In particular, China could invest in Russia’s Arctic energy projects that require huge foreign investments if they are to materialize, thus giving it a major stake in this critical Russian region and energy sector [4].

Accordingly, China has publicly stated its interests in the Arctic and demands that they be taken into account.  Chinese Assistant Minister of Foreign Affairs Hu Zhengyue, outlined China’s overall Arctic agenda while attending an Arctic forum organized by the Norwegian Government on Svalbard in June 2009. The assistant foreign minister said, “When determining the delimitation of outer continental shelves, the Arctic states need to not only properly handle relationships among themselves, but must also consider the relationship between the outer continental shelf and the international submarine area that is the common human heritage, to ensure a balance of coastal countries’ interests and the common interests of the international community” [5].

Guo Peiqing, associate professor of polar politics and law at the Ocean University of China, put it more directly: “Circumpolar nations have to understand that Arctic affairs are not only regional issues but also international ones.” Guo estimated that about 88 percent of the seabed of the Arctic Ocean would be under the control of the Arctic littoral states if the Commission on the Limits of the Continental Shelf were to approve all the existing or expected claims to the Arctic Ocean continental shelf [6]. Furthermore, Mr. Guo claimed that the Arctic could become "a new energy corridor that would be safer than the Indian Ocean where piracy is such a plague on the world’s shippers, including China" (, November 18).

These statements imply that China, though not a member of the Arctic Council, may dispute any claims of sovereignty in the Arctic waters beyond littoral countries’ 12 mile limit or economic exclusion zone if it signed the UN Convention on the Law of the Sea (UNCLOS).

While Arctic problems and issues, as China knows and admits, have hitherto been resolved by peaceful means like the Russo-Norwegian treaty, China is noticeably wary of Russia’s intentions in the Arctic.

According to the well-sourced SIPRI report:

Chinese observers have made note of Russia’s decision in August 2007 to resume long-distance bomber flights over the Arctic and the planting of a Russian flag on the Arctic seabed that same month. Guo [Peiping] has said that the disputes in the Arctic are in fact ‘Russia and some other states’ challenge to the international order and international law after the end of the cold war.’ China and the rest of the world would be at a disadvantage if Russia’s claims over the underwater terrain between the Lomonosov and Mendeleev ridges are legitimized because, in that case, Russia alone would have rights to the resources in that area. Even if that claim is unsuccessful, some Chinese Arctic specialists have expressed concern that the commercial advantage of the Arctic routes would substantially decrease if Russia were to unilaterally charge exorbitant service fees for ships passing through its EEZ waters [7].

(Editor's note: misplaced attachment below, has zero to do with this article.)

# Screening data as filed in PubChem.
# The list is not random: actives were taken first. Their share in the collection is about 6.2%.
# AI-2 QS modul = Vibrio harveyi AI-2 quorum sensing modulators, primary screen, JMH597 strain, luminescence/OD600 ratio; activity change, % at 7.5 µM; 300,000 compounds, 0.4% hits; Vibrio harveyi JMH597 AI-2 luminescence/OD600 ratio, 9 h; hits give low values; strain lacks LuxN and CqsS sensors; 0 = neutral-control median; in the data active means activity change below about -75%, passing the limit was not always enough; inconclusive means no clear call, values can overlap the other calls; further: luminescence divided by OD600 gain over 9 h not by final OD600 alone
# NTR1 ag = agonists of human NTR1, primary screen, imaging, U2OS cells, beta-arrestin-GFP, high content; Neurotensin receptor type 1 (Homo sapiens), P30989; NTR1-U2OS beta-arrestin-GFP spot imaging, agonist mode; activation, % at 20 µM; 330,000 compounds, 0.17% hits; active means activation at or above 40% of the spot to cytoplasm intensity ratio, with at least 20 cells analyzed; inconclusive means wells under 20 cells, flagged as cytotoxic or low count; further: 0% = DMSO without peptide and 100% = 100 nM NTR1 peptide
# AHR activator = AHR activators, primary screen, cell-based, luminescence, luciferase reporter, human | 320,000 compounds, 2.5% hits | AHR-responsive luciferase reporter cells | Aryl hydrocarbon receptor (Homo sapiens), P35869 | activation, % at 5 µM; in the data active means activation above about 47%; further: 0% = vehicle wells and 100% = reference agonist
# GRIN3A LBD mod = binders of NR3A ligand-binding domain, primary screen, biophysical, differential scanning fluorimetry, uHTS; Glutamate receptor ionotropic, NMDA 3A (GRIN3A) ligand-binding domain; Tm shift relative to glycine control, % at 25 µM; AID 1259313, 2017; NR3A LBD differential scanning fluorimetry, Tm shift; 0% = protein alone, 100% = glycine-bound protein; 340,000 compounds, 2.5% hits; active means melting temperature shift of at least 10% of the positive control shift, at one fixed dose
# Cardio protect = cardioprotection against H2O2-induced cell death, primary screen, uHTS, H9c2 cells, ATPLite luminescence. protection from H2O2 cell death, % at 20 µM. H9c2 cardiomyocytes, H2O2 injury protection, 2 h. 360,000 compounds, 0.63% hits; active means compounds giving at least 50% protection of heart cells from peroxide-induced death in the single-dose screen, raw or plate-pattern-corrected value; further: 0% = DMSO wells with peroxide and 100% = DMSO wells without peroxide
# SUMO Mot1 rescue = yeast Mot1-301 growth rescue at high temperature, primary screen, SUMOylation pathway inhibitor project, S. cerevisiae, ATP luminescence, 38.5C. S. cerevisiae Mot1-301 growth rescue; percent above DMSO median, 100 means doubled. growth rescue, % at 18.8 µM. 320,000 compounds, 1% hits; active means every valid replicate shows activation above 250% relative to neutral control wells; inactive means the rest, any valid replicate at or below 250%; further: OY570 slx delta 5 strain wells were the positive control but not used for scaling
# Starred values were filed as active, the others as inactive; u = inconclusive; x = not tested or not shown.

Yet, the signs of Chinese interest in the area have also clearly worried the Russian leadership despite the endless protestations that Russo-Chinese relations are at their peak and that an identity of interests exists between the two states.  Admiral Vladimir Vysotsky, commander in chief of the Russian Navy—probably speaking with authorization from above—stated that,

There are a lot of people who wish to get into the Arctic and Antarctic from an economic point of view. — We have already been observing how a number of states, which are not members of the Arctic Council, are setting out their interests quite intensively and in various ways.  In particular, China has already signed agreements with Norway to explore the Arctic zone.  We know about the economy and infrastructure that exist in China today, which is becoming our serious partner from both positive and problematical sides. — Therefore Russia needs to form its rational position and, at the same time, not give up any of its interests.  – There are not long-standing relationships, overt opponents, or overt allies in the Arctic yet.  But I believe the most problematic relations will be with those countries which are not traditional members of the Arctic Council (ITAR-TASS, October 4).

Given the strategic importance Russia attaches to the Arctic and the fact that it already serves as a maritime “highway” for shipping oil to Japan and China, Russia has steadily augmented the defense element in its approach to the Arctic (Kyodo News, September 2; Oil & Gas Journal, March 22). Admiral Vysotsky also highlighted the increase in naval, air, and submarine capabilities that will be assigned to the region, which will heighten concerns in the area (RIA Novosti, October 1; October 2).  Thus, the Arctic region, like arms sales issues, may become a future source of tension between Moscow and Beijing. Furthermore, the Russian military, perhaps with official support, appears to be no longer shy about singling out China as a possible future competitor.  This is a development that bears watching.


1. Moscow, Ministry of Foreign Affairs of the Russian Federation, in Russian, September 30, 2010, Weekly Foreign Ministry Briefing.”
2. Espen Barth Eide, “The Return of Geopolitics and Energy Security,” Rose Gottemoeller and Rolf Tamnes, Eds., High North: High Stakes: Security, Energy, Transport, and Environment, Bergen, Norway: Fagbokforlaget, 2008:  42-43.
3. Linda Jakobson, “China Prepares For an Ice-free Arctic,” SIPRI Institute (Stockholm International Peace Research Institute), SIPRI Insights on Peace and Security no. 2010/2, 2010: 9.
4. Ibid.
5. China’s perspective on Arctic matters, Shijie Zhishi, vol. 55, no. 15 (2009). Quoted in Jakobson, 9.
6. Guo Peiqing, Associate Professor, Ocean University of China, Interview with the author, Qingdao, 25 June 2009, Quoted in Ibid., 10.
7. Ibid., 12.